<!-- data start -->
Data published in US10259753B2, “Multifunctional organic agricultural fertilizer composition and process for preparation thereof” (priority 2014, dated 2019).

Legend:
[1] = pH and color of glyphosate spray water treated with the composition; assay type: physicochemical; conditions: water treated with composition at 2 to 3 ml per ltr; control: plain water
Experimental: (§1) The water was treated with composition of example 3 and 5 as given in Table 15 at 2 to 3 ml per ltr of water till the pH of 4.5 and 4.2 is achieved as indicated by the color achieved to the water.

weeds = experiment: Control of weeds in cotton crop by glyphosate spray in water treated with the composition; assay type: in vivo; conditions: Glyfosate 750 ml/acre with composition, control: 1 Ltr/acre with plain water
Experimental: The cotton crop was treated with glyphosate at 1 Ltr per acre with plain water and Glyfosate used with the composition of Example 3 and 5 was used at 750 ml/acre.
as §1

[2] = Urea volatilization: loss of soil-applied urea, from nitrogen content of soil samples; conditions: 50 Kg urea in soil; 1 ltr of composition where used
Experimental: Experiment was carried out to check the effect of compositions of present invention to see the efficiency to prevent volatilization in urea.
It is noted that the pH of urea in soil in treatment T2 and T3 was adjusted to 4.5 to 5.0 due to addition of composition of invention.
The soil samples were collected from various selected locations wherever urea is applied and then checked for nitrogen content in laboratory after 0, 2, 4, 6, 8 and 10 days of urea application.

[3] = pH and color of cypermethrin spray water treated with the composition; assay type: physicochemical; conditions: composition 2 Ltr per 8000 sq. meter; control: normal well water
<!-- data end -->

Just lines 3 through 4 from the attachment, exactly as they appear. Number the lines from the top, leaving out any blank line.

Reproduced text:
[1] = pH and color of glyphosate spray water treated with the composition; assay type: physicochemical; conditions: water treated with composition at 2 to 3 ml per ltr; control: plain water
Experimental: (§1) The water was treated with composition of example 3 and 5 as given in Table 15 at 2 to 3 ml per ltr of water till the pH of 4.5 and 4.2 is achieved as indicated by the color achieved to the water.